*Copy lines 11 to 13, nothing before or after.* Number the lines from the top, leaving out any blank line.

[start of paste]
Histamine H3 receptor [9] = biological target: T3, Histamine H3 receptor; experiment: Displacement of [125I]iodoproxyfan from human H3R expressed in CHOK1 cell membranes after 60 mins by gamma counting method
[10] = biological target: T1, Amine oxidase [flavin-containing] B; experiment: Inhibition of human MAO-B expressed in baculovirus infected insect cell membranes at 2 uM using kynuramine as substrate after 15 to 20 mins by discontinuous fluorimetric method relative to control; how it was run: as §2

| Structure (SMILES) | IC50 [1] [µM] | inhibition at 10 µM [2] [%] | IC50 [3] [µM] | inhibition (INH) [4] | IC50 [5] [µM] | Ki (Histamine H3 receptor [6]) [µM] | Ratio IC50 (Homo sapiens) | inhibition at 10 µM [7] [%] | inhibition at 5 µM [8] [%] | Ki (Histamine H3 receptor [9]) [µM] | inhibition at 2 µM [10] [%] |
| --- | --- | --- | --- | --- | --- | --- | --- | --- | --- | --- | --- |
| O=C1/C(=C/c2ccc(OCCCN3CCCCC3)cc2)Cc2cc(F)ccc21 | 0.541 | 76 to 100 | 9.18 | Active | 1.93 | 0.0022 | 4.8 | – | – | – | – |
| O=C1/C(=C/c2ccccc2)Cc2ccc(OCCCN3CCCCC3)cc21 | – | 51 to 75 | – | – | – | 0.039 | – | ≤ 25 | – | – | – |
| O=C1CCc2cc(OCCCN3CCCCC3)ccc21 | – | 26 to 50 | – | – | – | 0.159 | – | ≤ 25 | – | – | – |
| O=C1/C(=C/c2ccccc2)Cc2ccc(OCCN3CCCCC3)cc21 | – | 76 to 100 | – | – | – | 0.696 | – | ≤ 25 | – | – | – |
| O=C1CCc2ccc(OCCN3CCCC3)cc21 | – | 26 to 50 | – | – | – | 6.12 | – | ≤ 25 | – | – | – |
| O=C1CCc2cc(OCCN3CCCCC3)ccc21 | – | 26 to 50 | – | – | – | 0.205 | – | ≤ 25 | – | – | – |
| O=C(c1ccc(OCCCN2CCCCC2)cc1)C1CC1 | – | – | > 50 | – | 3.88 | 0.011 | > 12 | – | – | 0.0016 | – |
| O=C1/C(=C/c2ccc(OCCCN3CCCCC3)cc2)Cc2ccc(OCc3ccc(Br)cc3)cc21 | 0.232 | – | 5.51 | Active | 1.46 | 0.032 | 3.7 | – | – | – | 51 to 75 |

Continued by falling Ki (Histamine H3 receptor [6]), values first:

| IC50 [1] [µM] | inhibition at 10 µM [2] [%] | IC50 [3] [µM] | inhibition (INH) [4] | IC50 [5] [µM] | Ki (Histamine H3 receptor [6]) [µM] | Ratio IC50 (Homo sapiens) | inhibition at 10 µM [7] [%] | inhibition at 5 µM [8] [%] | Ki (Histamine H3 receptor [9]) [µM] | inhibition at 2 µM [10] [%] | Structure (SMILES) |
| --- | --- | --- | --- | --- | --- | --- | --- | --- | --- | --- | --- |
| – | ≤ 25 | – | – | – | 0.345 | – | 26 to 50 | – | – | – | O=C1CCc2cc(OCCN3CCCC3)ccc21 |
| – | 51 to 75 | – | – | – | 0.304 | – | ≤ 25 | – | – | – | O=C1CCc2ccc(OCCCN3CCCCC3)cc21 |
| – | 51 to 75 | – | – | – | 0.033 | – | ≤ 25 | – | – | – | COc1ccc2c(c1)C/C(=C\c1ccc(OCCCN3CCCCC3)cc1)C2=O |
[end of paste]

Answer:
| O=C(c1ccc(OCCCN2CCCCC2)cc1)C1CC1 | – | – | > 50 | – | 3.88 | 0.011 | > 12 | – | – | 0.0016 | – |
| O=C1/C(=C/c2ccc(OCCCN3CCCCC3)cc2)Cc2ccc(OCc3ccc(Br)cc3)cc21 | 0.232 | – | 5.51 | Active | 1.46 | 0.032 | 3.7 | – | – | – | 51 to 75 |

Continued by falling Ki (Histamine H3 receptor [6]), values first: